Insurer 'red-lining' in Northern Ireland
Irish insurer Quinn is refusing cover to high-claims areas in Northern Ireland, but has said that mainland UK is not affected.
Insurance Times understands that Quinn marks down no-go areas for personal lines insurance according to postcodes, with pockets around Belfast affected.
A Quinn spokesman said: “There are a small number of areas in Northern Ireland where the high level of claims incurred means that it is uneconomical for us to continue to offer insurance without raising prices for all other areas in Northern Ireland.
“Having tried to resolve the problem for some time, we feel we had little choice but to take this option at this time. However, while we remain concerned about some areas, we will look at individuals within them on a case-by-case basis, before deciding whether to quote.”
The firm’s policy, known generally as red-lining, first targeted certain parts of the Republic of Ireland with a ban on motor insurance. The areas affected are thought to be Tallaght and Clondalkin in Dublin, plus other deprived urban areas in Cork, Dublin, Galway and Waterford.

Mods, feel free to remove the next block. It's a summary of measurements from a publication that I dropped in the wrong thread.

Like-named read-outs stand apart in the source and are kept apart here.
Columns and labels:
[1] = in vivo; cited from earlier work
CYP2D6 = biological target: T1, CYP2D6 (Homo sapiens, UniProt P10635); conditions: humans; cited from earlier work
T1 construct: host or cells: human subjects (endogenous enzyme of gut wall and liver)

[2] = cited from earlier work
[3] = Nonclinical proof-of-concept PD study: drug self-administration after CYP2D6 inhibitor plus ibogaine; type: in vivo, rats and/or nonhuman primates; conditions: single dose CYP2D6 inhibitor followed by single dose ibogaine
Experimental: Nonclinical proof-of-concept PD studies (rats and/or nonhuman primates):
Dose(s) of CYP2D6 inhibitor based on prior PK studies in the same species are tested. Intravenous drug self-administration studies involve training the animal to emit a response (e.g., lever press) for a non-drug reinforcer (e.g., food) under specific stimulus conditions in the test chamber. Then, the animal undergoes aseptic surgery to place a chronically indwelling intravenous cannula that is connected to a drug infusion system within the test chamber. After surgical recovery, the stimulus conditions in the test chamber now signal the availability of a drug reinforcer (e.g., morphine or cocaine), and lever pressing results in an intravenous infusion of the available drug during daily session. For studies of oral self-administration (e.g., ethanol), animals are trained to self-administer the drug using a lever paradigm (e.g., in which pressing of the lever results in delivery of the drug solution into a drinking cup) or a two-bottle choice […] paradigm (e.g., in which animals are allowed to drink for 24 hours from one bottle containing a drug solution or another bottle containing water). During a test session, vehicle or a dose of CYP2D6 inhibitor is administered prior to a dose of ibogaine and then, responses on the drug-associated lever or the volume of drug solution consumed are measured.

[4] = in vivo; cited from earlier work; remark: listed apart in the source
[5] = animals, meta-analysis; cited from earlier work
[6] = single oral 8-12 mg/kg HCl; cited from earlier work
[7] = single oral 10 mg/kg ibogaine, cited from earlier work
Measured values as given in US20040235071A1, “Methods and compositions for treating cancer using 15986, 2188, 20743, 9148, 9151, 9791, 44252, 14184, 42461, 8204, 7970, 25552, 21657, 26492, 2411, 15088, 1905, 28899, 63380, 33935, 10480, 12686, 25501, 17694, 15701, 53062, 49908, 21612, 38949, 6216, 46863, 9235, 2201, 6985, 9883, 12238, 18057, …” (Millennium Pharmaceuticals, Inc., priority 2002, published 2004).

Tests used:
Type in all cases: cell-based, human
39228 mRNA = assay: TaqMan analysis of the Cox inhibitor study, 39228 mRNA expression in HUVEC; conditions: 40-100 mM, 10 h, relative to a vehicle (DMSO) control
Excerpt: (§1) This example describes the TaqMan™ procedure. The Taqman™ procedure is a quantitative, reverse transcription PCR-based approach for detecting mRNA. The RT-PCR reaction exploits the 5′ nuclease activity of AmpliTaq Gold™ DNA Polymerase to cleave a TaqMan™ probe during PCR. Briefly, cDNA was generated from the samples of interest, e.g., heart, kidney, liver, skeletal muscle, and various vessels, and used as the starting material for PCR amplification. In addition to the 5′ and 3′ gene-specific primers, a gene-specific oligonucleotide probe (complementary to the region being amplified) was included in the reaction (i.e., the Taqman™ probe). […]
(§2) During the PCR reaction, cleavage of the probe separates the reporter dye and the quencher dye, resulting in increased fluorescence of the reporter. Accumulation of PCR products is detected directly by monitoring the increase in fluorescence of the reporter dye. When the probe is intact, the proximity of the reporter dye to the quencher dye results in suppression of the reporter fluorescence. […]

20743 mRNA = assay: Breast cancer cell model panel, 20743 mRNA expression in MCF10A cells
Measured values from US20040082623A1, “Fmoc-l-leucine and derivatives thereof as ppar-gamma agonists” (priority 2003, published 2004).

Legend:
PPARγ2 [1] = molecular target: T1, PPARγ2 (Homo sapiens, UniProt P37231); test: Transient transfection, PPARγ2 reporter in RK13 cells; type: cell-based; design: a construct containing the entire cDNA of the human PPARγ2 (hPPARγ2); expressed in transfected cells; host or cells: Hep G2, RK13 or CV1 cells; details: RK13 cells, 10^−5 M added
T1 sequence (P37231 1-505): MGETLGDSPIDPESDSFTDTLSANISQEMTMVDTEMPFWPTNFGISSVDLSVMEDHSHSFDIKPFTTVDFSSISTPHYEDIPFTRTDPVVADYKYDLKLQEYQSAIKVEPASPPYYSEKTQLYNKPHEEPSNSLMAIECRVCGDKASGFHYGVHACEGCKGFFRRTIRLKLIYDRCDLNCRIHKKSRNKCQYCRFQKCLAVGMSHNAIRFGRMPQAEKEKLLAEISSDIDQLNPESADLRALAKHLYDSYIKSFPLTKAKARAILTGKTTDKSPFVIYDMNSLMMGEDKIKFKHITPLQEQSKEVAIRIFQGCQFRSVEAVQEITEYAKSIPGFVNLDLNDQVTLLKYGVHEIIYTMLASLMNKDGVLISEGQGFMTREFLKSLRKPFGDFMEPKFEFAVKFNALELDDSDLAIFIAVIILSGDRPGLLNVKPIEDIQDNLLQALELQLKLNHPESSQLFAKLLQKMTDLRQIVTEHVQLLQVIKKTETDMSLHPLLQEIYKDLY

The spokesman added: “We would clearly prefer to see a solution to the level of claims in these areas, and are happy to interact with any relevant interested or representative bodies to obtain one so that we can recommence offering cover to every individual. This position does not in any way breach any equality law, as insurance companies are not obliged to provide quotes."
An FSA spokesman said the regulator “had no bearing the issue” and it was a matter for the individual company. An ABI spokesman said that it was not a matter for the trade body.
The revelations about red-lining come just weeks after Quinn posted a pre-tax loss of €58m in 2008, following a €245m profit in 2007. Operating profits fell 55% to €72m. The insurer took a giant hit on its investments, which plunged from €84m in 2007 to €130m in the red.